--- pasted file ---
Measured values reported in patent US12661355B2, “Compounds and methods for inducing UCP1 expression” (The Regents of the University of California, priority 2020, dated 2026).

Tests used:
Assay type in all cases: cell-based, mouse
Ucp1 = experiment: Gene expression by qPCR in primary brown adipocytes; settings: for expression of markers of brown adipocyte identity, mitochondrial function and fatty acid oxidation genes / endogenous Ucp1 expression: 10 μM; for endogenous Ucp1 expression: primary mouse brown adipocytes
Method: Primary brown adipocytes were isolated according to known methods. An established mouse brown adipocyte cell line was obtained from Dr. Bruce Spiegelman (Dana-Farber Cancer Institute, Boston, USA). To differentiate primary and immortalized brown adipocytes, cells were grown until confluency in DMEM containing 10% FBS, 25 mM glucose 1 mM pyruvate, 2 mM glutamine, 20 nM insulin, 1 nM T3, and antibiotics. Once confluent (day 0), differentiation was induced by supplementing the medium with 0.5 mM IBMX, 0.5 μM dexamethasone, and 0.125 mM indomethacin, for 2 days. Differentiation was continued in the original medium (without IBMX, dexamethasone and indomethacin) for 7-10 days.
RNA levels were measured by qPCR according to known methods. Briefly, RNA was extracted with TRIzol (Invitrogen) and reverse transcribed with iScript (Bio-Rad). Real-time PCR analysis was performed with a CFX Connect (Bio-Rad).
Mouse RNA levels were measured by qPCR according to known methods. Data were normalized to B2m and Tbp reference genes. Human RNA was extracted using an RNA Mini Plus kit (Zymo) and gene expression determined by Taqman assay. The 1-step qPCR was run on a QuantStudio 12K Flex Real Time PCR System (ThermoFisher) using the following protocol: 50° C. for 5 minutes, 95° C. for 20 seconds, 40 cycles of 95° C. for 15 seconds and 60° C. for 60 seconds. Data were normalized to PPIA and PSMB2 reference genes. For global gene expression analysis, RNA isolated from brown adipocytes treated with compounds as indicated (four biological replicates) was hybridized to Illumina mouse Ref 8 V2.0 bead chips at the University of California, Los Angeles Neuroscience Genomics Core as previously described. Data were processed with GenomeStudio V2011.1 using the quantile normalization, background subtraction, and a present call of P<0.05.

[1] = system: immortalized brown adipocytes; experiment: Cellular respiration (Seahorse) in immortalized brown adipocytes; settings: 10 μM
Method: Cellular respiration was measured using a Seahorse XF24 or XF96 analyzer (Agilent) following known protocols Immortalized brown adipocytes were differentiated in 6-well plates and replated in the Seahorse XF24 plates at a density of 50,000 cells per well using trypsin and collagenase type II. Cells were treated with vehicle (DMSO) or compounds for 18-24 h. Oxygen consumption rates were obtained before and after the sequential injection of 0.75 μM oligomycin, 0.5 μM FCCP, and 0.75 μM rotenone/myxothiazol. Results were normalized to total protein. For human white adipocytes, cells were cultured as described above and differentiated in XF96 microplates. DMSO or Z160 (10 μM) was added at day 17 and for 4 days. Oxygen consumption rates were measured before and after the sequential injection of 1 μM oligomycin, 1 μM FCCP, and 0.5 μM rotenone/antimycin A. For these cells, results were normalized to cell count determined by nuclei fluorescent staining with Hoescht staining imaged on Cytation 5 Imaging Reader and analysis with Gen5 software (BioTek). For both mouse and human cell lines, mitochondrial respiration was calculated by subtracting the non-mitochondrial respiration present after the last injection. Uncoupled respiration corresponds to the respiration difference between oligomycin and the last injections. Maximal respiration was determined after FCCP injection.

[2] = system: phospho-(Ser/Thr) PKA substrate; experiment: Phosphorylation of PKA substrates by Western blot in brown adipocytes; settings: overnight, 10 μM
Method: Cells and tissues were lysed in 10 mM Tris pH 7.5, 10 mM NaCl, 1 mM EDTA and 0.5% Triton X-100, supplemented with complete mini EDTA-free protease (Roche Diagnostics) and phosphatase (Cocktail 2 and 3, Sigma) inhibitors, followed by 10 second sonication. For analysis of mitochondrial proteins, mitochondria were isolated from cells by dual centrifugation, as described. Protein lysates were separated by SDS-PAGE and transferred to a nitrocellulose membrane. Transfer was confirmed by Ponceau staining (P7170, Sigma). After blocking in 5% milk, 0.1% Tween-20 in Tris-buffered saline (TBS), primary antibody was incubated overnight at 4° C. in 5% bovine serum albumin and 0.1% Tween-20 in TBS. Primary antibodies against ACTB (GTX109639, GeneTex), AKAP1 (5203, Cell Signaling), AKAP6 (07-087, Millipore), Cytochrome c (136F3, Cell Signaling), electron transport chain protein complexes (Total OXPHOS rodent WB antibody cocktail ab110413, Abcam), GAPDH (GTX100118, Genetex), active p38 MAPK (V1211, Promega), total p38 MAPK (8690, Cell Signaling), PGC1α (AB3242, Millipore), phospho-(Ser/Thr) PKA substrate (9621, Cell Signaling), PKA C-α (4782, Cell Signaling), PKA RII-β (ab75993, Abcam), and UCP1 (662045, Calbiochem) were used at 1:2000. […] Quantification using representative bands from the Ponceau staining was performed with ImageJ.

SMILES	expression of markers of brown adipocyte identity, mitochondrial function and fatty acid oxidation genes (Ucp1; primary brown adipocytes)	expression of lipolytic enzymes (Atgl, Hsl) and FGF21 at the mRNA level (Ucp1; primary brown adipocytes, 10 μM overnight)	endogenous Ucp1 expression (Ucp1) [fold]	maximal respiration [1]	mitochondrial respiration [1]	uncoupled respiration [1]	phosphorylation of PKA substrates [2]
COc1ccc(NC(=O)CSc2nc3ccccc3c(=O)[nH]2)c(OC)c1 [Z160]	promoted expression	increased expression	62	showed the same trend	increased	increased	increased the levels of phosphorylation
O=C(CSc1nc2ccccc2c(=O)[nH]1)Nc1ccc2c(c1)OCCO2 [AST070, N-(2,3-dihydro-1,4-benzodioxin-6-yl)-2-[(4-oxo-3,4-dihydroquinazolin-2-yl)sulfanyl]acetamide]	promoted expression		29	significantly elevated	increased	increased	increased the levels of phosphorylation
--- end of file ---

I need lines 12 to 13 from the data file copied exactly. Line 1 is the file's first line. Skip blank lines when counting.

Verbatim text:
SMILES	expression of markers of brown adipocyte identity, mitochondrial function and fatty acid oxidation genes (Ucp1; primary brown adipocytes)	expression of lipolytic enzymes (Atgl, Hsl) and FGF21 at the mRNA level (Ucp1; primary brown adipocytes, 10 μM overnight)	endogenous Ucp1 expression (Ucp1) [fold]	maximal respiration [1]	mitochondrial respiration [1]	uncoupled respiration [1]	phosphorylation of PKA substrates [2]
COc1ccc(NC(=O)CSc2nc3ccccc3c(=O)[nH]2)c(OC)c1 [Z160]	promoted expression	increased expression	62	showed the same trend	increased	increased	increased the levels of phosphorylation